Higher Tide – The Alabama Water Institute's Journey Towards Advancing Water Research and Technology (CANCELLED)

Speaker: Mr. Matthew Womble

Date: February 15, 2024 (12:00 pm, HST)

Since 1879, the Pearl Harbor aquifer (Ewa-Kunia excluded) has shrunk to around 60 percent of its original size; from about 33 feet to about 19 feet currently. Irrigation of sugarcane crops during the plantation era, amounting to about 120 million gallons per day (MGD), accounted for most of the pumpage that resulted in the shrinkage of the Pearl Harbor lens. However, by 2008, the aquifer stopped shrinking and had reached an equilibrium with the new conditions of recharge and pumpage that were established following the end of plantation agriculture in the early 1990s. In the decades to come, the aquifer will shrink again, to about half of its current size, as it comes into a new equilibrium with the increased pumpage allowed by the Commission on Water Resource Management’s sustainable yield of 150 MGD. The current pumpage, mostly for residential use, is about 90 MGD. This presentation will show the data and the methods that led to these conclusions. This is a vital subject that has been studied, discussed, and debated for many years and will continue to be discussed by all who have an interest in Hawai‘i’s future. Hopefully, this presentation will encourage a lively exchange of ideas on the current and future state of the Pearl Harbor aquifer and the consequences of future water demands.

 

The Present and Future State of the Pearl Harbor Aquifer

Speaker: Dr. Paul Eyre

Date: February 9, 2024 (2:00 pm, HST)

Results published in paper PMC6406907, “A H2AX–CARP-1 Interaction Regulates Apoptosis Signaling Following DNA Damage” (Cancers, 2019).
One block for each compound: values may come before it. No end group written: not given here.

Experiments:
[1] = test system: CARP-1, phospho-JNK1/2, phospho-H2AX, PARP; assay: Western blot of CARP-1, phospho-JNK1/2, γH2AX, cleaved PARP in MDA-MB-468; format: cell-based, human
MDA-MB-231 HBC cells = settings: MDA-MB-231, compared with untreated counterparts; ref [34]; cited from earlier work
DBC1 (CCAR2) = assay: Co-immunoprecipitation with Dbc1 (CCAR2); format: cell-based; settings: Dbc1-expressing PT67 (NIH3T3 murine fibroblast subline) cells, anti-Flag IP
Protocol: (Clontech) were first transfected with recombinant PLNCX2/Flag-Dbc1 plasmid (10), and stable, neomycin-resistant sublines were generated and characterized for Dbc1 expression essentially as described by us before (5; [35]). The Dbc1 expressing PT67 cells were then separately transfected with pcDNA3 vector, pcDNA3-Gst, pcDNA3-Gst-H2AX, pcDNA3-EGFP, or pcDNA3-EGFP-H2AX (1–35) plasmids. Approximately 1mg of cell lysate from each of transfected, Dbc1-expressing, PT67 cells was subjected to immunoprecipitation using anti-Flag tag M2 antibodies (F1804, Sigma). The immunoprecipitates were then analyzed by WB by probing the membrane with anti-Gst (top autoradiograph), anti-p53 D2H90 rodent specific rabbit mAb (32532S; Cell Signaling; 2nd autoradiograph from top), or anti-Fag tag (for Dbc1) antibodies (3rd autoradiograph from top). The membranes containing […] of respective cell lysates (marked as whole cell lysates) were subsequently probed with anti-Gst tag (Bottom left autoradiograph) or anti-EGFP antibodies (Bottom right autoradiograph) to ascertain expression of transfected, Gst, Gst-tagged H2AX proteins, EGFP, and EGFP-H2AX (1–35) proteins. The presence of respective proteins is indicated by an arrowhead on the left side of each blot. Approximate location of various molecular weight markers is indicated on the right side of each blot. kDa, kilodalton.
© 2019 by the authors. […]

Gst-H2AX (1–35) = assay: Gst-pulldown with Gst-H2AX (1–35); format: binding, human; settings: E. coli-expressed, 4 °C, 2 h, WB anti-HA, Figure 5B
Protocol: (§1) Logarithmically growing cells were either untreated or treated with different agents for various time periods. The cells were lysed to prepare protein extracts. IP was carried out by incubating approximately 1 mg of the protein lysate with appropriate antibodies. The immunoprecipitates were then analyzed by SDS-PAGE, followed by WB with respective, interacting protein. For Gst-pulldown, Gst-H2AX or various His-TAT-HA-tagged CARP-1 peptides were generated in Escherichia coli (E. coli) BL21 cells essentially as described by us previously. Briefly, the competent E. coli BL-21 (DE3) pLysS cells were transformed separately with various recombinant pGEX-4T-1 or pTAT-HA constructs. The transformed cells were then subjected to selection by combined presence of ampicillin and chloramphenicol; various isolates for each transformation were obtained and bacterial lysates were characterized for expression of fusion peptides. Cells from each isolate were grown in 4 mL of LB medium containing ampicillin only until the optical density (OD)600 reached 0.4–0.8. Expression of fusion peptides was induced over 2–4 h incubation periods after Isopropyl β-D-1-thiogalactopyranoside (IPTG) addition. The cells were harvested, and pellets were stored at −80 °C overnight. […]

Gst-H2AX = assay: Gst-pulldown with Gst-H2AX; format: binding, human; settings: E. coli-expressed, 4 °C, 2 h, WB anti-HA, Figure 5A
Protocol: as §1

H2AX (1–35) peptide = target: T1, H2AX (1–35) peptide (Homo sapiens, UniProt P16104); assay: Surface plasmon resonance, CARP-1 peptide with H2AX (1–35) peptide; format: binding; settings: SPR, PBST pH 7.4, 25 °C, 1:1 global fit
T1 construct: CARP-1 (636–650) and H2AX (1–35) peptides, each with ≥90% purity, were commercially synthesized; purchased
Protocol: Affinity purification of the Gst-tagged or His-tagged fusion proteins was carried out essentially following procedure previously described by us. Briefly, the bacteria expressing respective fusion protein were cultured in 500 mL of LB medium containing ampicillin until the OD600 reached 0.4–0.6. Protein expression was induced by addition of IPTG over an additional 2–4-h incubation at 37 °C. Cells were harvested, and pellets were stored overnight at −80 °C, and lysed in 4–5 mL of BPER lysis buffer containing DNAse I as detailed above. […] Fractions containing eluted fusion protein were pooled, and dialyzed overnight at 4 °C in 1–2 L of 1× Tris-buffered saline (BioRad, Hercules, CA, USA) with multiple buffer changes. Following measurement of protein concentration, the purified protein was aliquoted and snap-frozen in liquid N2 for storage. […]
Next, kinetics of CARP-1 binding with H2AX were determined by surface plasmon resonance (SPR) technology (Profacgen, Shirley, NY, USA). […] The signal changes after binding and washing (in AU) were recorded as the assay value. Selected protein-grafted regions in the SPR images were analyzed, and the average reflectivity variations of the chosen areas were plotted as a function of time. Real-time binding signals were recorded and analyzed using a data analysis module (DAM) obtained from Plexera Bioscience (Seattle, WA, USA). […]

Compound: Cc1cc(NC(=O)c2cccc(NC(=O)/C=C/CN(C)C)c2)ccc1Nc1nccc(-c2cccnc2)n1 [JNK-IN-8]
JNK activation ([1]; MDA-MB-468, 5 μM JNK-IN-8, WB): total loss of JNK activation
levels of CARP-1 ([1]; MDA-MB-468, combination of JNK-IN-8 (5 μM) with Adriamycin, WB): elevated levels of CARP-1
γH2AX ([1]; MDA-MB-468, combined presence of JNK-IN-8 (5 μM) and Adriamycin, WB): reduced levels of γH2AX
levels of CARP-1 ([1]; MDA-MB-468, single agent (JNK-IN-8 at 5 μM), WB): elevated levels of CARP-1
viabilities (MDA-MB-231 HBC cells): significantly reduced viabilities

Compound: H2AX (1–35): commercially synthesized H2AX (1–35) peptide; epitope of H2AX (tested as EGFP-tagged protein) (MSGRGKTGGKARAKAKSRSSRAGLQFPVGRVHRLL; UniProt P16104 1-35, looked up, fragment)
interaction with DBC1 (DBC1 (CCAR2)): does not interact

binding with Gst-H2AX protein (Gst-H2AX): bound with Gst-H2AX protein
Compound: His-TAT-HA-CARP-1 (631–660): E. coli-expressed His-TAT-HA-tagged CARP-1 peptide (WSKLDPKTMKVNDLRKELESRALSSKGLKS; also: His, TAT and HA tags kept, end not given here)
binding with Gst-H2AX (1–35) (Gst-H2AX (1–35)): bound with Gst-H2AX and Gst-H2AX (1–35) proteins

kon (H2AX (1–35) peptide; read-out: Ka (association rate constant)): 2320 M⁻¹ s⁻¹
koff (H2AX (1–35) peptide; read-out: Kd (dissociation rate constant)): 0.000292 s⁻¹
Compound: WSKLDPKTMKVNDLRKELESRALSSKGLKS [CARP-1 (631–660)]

Since 1879, the Pearl Harbor aquifer (Ewa-Kunia excluded) has shrunk to around 60 percent of its original size; from about 33 feet to about 19 feet currently. Irrigation of sugarcane crops during the plantation era, amounting to about 120 million gallons per day (MGD), accounted for most of the pumpage that resulted in the shrinkage of the Pearl Harbor lens. However, by 2008, the aquifer stopped shrinking and had reached an equilibrium with the new conditions of recharge and pumpage that were established following the end of plantation agriculture in the early 1990s. In the decades to come, the aquifer will shrink again, to about half of its current size, as it comes into a new equilibrium with the increased pumpage allowed by the Commission on Water Resource Management’s sustainable yield of 150 MGD. The current pumpage, mostly for residential use, is about 90 MGD. This presentation will show the data and the methods that led to these conclusions. This is a vital subject that has been studied, discussed, and debated for many years and will continue to be discussed by all who have an interest in Hawai‘i’s future. Hopefully, this presentation will encourage a lively exchange of ideas on the current and future state of the Pearl Harbor aquifer and the consequences of future water demands.